Maybe, once we develop our Emotional Center, and have it under our control, we will be able to allow, or not allow, any emotions that we choose.
Student: I guess I was thinking, not so much about controlling emotions; but about not identifying with them.
Russell: Okay, then yes. Anything you can not identify with is a good thing.
Student: But the layman would say, any emotion that you do not identify with is not a real emotion. Or, the man in England might say, “But where, Mr. Gurdjieff, is love in your system.”
How do those fit in?
Russell: Well, the layman and the Englishman are both wrong. I think we have sufficiently addressed the layman’s concern. As to the Englishman’s concern, let’s see, Aphorism #23 comes to mind: “Practice love first on animals, they are more sensitive,” or Aphorism #34: Conscious love evokes the same in response…” Need I go on?
Student: Yeah, I guess the Englishman is wrong too. People have so many different emotions, as well as so many wrong ideas about what real emotions are that it is hard to make sense out of anything they say.
Russell: That is correct, and what is even worse … their emotions are not even their emotions; they are somebody else’s!
Student: Well, it all goes back to education, I guess.
Russell: That is correct, it all goes back to education … blame movies, tv, and advertising. That is, when you get angry, you are supposed to punch a hole in the sheetrock, or go after those guys with a gun.
Student: They do portray those emotions as being the correct emotions to have.
Russell: You betcha they do. But the church practitioner would say, “If you go after them with a gun, you will probably be going to hell.”
Oh that reminds me, I wanted to share with you what Doctor V., the student who is here from Arizona, told me yesterday about hell. He said that the Church of England just redefined what hell is. Traditionally, up until recently, hell has always been defined as, “Fire, brimstone, and the gnashing of teeth,” but now, according to the Church of England, hell is now simply, “not being.”
Student: Wow! Hell is officially, not being. Whatever that means.
Russell: Well, I guess it means that either I exist or I do not exist, which seems to be a better concept than fire, brimstone, and the gnashing of teeth, but perhaps more frightening. That is, when I say, “I Am,” I am saying I exist. However, as I said earlier, when I am identified, only the object of my identification exists, and therefore, I do not, as such, according to the Church of England, I must be in hell. Scary stuff!
Student: I think the Church of England got it right. Let’s keep trying to exist.
Russell: Yes. Indeed. However, the bottom line is still about, whilst we do exist, making efforts that will lead us to the target, which for us, as I said, should be in the direction of consciousness, and not of sleep.
That is, we must consciously pursue our own existence, consciously pursue our own I Am, and consciously hope that our Deputy Steward is properly preparing us for awakening.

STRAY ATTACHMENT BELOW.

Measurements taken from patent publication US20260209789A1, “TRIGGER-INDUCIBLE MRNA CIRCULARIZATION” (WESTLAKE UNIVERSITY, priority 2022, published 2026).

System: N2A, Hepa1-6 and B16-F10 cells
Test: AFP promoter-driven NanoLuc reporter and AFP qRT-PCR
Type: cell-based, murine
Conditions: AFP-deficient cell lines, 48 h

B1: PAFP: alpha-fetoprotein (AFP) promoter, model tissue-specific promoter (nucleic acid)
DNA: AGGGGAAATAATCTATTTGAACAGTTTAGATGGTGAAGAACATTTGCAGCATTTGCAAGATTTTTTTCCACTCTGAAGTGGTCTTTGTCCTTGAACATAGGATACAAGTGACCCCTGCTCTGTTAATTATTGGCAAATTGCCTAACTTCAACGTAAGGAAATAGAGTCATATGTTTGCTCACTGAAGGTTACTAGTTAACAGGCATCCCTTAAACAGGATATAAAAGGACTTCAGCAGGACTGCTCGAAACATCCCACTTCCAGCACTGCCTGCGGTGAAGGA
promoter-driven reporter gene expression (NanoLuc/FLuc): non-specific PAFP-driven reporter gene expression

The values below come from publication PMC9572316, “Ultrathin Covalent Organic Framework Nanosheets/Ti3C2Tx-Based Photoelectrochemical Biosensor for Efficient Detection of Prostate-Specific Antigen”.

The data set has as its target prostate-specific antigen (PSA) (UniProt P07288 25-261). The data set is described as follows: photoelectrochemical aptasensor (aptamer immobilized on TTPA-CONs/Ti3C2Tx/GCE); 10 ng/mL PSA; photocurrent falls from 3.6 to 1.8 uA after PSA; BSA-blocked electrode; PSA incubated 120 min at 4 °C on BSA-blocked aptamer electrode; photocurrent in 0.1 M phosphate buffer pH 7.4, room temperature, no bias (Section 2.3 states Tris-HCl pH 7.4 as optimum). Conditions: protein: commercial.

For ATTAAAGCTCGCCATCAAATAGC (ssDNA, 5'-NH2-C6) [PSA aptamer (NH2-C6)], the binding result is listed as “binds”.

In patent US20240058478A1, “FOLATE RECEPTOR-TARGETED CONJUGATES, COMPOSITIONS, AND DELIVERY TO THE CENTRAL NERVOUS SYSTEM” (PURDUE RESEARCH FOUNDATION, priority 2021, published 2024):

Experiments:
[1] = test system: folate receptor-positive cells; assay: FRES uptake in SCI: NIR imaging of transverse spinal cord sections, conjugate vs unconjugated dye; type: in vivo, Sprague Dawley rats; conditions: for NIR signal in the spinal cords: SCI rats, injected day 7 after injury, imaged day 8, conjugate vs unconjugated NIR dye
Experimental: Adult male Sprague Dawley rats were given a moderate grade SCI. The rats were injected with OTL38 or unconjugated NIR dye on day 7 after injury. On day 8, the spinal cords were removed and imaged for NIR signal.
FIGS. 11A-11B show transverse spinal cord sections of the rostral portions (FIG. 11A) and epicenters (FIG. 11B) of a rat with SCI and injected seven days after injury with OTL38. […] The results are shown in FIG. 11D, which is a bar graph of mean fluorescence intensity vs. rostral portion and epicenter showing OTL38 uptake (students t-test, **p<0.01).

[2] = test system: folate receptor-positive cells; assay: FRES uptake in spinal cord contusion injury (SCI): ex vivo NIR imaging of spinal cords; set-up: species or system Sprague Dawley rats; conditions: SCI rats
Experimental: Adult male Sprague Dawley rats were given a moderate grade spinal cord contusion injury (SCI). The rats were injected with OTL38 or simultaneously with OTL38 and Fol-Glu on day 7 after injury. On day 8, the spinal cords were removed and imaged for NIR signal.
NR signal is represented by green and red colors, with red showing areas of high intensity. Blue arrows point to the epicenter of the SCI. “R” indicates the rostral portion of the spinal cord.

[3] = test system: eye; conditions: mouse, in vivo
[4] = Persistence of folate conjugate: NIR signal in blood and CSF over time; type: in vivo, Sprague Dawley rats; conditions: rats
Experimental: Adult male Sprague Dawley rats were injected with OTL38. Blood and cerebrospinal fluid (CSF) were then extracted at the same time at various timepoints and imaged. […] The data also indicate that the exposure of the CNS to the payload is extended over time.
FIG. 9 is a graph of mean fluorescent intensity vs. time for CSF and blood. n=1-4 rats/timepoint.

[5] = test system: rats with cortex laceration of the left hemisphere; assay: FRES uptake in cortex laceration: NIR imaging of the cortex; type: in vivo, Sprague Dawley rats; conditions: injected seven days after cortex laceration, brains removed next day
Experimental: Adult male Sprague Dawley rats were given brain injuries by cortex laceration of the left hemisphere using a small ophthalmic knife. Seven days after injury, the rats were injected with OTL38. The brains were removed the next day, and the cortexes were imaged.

So, keep doing the exercises, keep making practical efforts, and keep bringing attention to all the tasks that you do in life.
Student: Well, I have been doing the exercises, and as part of that, have been trying to sense things, be aware of things, and feel things.
I think the last time we talked, I told you about how it occurred to me that everything was one basic concept, but to see it, you had to have a trioscopic view of things.
Russell: Yes, sir. Indeed you did.
Student: Then obviously, emotional perception is a major part of that trioscopic view. So now I try, when perceiving things, to feel their meaning.
In some things it is easier, and in other things it is not. However, as long as I am able to keep out identification, I am usually pretty successful.
Russell: Oh, I am sure that you are.
When we are identified, we forget what we were doing, because we do not exist. When we are not identified, we remember what we were doing, because we do exist. Do you see that?
Student: Say it one more time.
Russell: If you are going to the store, to get some milk, and if along the way you become identified with something, then the object of your identification will become your new target, not that of getting the milk.
Student: Right. Gotcha.
Well, I think that covers me.
Russell: Good phone call, sir.
Student: Well, it was good for me too. I need these charges; I need these re-focusings.
Russell: I am glad to be of assistance. Everyone needs reminding factors. So, let me again remind you that your work is heading in the right direction, and you are making ample efforts, that is why you are starting to get real results, and if you continue making ample efforts, you will continue getting real results, and those real results will come more often, and will last longer. I think we can both say, “Yee-Haw,” to that.
Student: Well, with that bit of inspiration, I will keep on plugging away.
Russell: Very good sir. I will talk with you on Thursday; keep existinging.
Student: Yes sir, I will.
Again, thank you, Russell.
That ends the question and answer session for this episode; we hope you found some tidbits for your Objective Prayer.
Thank you for listening.